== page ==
He started the truck and headed for my house, without asking for directions. Before I could ask, he said “You were right. I’ve been following you.” His eyes danced. Even in the dark, his eyes gleamed and sparkled. He was really enjoying himself. He reached across the seat and captured my hand. “Damn, babe, this is just outrageous!”
   I had no clue where to start, although my mind was bouncing around in six directions at one time. What question came first? How was this possible? He had to be real. Sharon saw him. I had just seen my friends all talking to him, looking right at him.
   “I know, it’s confusing, Muse. Me, too.”
   “Did you know? That I was real?”
   “Yes and no. I was beginning to think so, but I wasn’t sure. Remember when you were in the cellar?”
   I remembered too well. I nodded.
   “You gave me the name of the winery, the closed one. I grabbed my laptop and started searching. Pure hunch. Long story short, I found it was a real place, in a real town, near a real beach. I found the town’s website, and I called the number listed for the local cops.”
   “You called the cops?”
   He glanced my way, with a grin. “Pretty smart, huh? Damn internet, babe, you can do anything.”
   “You called the cops?” I was stunned. I began to consider insanity. I had wondered for over a year if I was crazy and now I was sure of it. Except that Sharon saw him, too. He was sitting here, driving the truck, taking me home.
   “Yep.” He gave me another look. “Remember when I told you to hide? To wait for someone safe?”
   I just nodded, not fond of those memories at all.
   “I was on the phone with the dispatcher, and she was giving directions to the cops while I was talking to you. I knew they were on the way. Man, they were great! They didn’t question me, they just acted. It was really cool.”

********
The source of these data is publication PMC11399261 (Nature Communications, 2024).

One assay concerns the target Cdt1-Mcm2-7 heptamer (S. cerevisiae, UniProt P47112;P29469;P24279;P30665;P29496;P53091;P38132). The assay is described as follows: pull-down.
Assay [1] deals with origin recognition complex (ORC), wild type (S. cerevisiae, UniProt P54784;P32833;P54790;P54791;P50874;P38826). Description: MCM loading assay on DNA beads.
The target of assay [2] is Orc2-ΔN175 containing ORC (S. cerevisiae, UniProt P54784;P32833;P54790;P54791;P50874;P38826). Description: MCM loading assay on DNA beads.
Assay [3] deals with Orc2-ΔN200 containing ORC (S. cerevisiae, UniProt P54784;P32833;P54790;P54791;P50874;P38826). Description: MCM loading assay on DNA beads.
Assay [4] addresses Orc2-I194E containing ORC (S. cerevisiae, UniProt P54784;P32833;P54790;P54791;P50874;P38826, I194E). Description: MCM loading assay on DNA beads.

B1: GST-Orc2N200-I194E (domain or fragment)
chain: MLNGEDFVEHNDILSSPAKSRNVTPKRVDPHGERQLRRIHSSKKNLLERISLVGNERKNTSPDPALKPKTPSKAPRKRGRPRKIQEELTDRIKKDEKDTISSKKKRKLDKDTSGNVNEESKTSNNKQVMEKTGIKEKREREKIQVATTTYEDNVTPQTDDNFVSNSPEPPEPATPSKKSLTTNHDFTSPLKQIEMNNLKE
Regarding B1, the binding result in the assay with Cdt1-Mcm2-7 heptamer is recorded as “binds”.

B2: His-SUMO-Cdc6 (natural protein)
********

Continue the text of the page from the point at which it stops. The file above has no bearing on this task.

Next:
He let go of my hand to turn into my drive, parking in my spot. Without any directions from me he had driven straight to my house. Belatedly I remembered my truck was still parked at the Gem.
   He turned off the engine and turned to look at me. “Of course, once they found you, then they had questions. Lots of them.” He reached out to catch a strand of my hair, rubbing it between his fingers.
   “What did you tell them? I never could get any details, about who called. All they ever told me was someone called.”
   “I hung up,” he grinned. “I have internet phone service. On my laptop. Very hard to get a trace on.”
   I sat and stared at him. I could not believe this was Tim. I knew the voice, like warm chocolate, familiar, like it was in my head, the exact voice I had heard all this time. He sat there looking back at me, his eyes roaming all over my face, like he, too, was having trouble believing.
   This close he was even more handsome - the strong jawline, high cheekbones and those eyes.
   “How did you know where I was?”
   He reached out to take my hand again. “Can we go inside? I can explain. At least, part of it. Some of it I have no clue, either.”


Purchase Wild Blue Yonder